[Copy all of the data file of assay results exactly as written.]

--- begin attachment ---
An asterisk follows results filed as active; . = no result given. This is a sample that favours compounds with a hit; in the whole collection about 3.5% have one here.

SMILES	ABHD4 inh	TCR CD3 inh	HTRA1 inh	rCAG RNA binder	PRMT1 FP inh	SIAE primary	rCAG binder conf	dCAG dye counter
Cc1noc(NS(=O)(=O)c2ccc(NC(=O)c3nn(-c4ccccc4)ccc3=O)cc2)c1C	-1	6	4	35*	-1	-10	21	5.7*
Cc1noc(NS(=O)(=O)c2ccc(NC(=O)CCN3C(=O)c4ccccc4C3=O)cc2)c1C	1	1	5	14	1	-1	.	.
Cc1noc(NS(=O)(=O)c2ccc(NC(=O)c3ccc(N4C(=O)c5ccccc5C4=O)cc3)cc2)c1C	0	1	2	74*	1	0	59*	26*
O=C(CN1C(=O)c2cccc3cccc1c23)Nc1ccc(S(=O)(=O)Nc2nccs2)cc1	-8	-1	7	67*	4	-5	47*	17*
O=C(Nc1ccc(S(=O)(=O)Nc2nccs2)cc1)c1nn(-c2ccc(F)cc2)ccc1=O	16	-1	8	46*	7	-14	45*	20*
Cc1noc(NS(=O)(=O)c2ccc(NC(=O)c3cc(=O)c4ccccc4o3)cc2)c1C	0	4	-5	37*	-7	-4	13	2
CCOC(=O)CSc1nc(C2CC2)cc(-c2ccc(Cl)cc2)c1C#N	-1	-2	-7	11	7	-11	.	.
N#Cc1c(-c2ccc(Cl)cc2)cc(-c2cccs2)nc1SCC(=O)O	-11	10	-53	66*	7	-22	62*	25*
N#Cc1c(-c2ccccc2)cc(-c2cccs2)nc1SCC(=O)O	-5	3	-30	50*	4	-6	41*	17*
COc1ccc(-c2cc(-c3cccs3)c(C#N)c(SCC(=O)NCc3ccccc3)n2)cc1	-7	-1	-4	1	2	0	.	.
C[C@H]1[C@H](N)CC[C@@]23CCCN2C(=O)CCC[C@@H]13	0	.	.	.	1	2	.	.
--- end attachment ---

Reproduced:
An asterisk follows results filed as active; . = no result given. This is a sample that favours compounds with a hit; in the whole collection about 3.5% have one here.

SMILES	ABHD4 inh	TCR CD3 inh	HTRA1 inh	rCAG RNA binder	PRMT1 FP inh	SIAE primary	rCAG binder conf	dCAG dye counter
Cc1noc(NS(=O)(=O)c2ccc(NC(=O)c3nn(-c4ccccc4)ccc3=O)cc2)c1C	-1	6	4	35*	-1	-10	21	5.7*
Cc1noc(NS(=O)(=O)c2ccc(NC(=O)CCN3C(=O)c4ccccc4C3=O)cc2)c1C	1	1	5	14	1	-1	.	.
Cc1noc(NS(=O)(=O)c2ccc(NC(=O)c3ccc(N4C(=O)c5ccccc5C4=O)cc3)cc2)c1C	0	1	2	74*	1	0	59*	26*
O=C(CN1C(=O)c2cccc3cccc1c23)Nc1ccc(S(=O)(=O)Nc2nccs2)cc1	-8	-1	7	67*	4	-5	47*	17*
O=C(Nc1ccc(S(=O)(=O)Nc2nccs2)cc1)c1nn(-c2ccc(F)cc2)ccc1=O	16	-1	8	46*	7	-14	45*	20*
Cc1noc(NS(=O)(=O)c2ccc(NC(=O)c3cc(=O)c4ccccc4o3)cc2)c1C	0	4	-5	37*	-7	-4	13	2
CCOC(=O)CSc1nc(C2CC2)cc(-c2ccc(Cl)cc2)c1C#N	-1	-2	-7	11	7	-11	.	.
N#Cc1c(-c2ccc(Cl)cc2)cc(-c2cccs2)nc1SCC(=O)O	-11	10	-53	66*	7	-22	62*	25*
N#Cc1c(-c2ccccc2)cc(-c2cccs2)nc1SCC(=O)O	-5	3	-30	50*	4	-6	41*	17*
COc1ccc(-c2cc(-c3cccs3)c(C#N)c(SCC(=O)NCc3ccccc3)n2)cc1	-7	-1	-4	1	2	0	.	.
C[C@H]1[C@H](N)CC[C@@]23CCCN2C(=O)CCC[C@@H]13	0	.	.	.	1	2	.	.